The US Government’s ARPA-E program promotes innovation by funding projects that have the capacity to radically transform the energy industry.
ARPA-E was established in 2007 within the United States’ Department of Energy in order to stimulate innovation in the energy research arena through a $400 million fund. Its mission is to finance projects that will develop transformational technologies that reduce America’s dependence on foreign energy imports, reduce U.S. energy-related emissions and improve energy efficiency across all sectors of the U.S. economy.
The energy projects ARPA-E supports are not merely improvements to existing technologies, but genuine frontier research in the ways we generate, store and utilize energy. The benefit of a government agency backing this program is that these are generally “high risk” research endeavors that would not otherwise receive funding through the private sector, which answers to shareholders who expect a return on investment.
Nonetheless, the returns on the investments in these projects could be immense. If just a fraction of the projects funded by ARPA-E are successful in reaching the marketplace, the U.S. (and consequently, the world) will benefit greatly by creating new industries and jobs, making energy technologies substantially more cost-saving and profitable, and accelerating the timeframe for achieving energy and climate goals.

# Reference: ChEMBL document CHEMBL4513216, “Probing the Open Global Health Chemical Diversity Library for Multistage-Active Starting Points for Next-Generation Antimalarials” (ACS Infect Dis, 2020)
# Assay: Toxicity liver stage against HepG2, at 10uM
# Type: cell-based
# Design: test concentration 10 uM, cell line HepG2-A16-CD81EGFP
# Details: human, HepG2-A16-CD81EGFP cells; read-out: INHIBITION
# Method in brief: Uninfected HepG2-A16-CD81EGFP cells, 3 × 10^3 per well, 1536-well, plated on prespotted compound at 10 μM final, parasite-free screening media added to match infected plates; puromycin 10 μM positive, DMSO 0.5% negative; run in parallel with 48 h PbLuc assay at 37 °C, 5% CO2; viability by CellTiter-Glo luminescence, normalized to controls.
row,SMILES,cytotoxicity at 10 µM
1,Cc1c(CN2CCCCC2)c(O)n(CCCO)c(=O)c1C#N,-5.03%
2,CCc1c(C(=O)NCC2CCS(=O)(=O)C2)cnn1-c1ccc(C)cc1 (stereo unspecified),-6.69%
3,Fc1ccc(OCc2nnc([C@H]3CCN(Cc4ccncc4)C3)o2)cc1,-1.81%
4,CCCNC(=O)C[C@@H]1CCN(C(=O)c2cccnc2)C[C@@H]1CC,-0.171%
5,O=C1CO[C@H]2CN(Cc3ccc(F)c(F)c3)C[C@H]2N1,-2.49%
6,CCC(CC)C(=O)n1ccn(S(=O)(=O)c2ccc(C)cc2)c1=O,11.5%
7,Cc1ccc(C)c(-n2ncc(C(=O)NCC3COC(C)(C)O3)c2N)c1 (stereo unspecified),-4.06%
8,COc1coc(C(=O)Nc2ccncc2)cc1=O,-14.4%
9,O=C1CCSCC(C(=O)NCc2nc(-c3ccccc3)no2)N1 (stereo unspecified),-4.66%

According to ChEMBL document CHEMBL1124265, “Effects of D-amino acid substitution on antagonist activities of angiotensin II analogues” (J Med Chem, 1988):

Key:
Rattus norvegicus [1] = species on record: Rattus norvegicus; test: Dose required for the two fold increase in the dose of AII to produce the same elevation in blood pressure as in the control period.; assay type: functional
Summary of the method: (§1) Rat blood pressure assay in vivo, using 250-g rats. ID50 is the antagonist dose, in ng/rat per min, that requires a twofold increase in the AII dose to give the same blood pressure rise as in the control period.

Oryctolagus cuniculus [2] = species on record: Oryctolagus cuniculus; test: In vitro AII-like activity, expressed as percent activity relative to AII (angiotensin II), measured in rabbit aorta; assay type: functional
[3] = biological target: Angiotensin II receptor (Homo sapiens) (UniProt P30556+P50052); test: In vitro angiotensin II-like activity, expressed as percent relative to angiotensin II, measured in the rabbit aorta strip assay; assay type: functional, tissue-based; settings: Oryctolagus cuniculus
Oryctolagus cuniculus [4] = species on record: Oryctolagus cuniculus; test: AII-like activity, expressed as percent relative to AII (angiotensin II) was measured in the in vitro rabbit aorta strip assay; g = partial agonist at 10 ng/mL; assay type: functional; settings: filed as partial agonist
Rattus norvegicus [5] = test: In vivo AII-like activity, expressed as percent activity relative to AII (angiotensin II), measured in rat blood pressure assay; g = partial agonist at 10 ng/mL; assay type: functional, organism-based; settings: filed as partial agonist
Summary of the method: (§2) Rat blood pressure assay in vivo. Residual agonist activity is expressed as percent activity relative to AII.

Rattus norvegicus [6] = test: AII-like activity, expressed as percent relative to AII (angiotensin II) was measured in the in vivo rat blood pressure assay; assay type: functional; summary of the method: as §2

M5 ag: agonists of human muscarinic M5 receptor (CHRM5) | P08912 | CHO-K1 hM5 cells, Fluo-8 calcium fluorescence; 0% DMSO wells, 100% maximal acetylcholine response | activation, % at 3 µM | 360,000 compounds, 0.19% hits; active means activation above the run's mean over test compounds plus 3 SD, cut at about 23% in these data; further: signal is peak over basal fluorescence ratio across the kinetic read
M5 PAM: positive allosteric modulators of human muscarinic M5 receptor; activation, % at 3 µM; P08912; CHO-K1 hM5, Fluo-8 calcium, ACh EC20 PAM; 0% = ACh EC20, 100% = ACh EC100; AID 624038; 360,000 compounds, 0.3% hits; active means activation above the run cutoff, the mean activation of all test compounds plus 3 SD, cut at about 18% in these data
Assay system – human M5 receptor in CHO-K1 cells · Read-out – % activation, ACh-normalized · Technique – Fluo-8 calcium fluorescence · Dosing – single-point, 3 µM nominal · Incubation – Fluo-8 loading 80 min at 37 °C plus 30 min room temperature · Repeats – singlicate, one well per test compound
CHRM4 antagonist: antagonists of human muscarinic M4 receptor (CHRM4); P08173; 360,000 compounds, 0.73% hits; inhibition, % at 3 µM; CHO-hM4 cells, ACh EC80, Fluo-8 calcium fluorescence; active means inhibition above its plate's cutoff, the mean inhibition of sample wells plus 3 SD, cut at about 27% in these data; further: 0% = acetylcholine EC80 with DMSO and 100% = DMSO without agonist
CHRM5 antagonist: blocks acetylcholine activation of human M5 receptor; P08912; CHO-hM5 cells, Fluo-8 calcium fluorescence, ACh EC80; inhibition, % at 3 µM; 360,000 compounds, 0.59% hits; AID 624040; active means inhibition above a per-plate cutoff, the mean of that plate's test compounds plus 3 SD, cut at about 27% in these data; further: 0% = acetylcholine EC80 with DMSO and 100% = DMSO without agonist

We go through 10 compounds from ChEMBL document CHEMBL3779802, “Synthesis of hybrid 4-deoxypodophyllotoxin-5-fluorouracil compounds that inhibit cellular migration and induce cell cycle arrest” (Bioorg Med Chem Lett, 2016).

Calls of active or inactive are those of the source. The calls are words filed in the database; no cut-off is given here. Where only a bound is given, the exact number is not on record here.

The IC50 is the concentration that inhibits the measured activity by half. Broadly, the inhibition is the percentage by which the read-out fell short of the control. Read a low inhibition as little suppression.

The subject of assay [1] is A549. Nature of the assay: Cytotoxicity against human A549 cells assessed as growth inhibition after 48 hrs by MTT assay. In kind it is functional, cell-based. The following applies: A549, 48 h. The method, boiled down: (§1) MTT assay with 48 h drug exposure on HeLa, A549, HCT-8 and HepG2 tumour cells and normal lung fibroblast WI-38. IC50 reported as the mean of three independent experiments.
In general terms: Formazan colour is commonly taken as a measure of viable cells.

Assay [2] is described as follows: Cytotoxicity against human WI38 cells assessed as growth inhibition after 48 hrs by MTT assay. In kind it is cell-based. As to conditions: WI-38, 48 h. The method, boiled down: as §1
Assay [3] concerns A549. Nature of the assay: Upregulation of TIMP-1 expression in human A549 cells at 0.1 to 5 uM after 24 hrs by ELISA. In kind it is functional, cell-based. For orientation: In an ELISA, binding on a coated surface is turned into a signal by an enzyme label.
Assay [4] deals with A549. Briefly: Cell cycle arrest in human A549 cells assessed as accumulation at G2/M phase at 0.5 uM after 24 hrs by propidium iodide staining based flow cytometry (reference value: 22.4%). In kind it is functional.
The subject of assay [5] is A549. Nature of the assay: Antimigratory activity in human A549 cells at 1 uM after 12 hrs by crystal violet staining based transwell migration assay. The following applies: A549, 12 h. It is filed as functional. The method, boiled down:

A list of current research titles provides an idea of what our energy future may look like if these research initiatives are successful. ARPA-E is investing in: new renewable energy technologies, energy efficiency technologies, energy storage technologies, innovative materials and processes for advanced carbon capture technologies, batteries for electrical energy storage and transportation, technologies for green electricity network integration, rare earth alternatives in critical technologies, and high energy advanced thermal storage.
The ARPA-E program may be crucial to discovering a path to a sustainable energy future. The energy industry tends to only fund research and development projects that have a short-term return on investment. A government-backed funding mechanism will more likely lead to the large scale changes that are needed to develop sustainable energy alternatives to fossil fuels while reducing greenhouse gases emissions enough to slow the impact of global warming.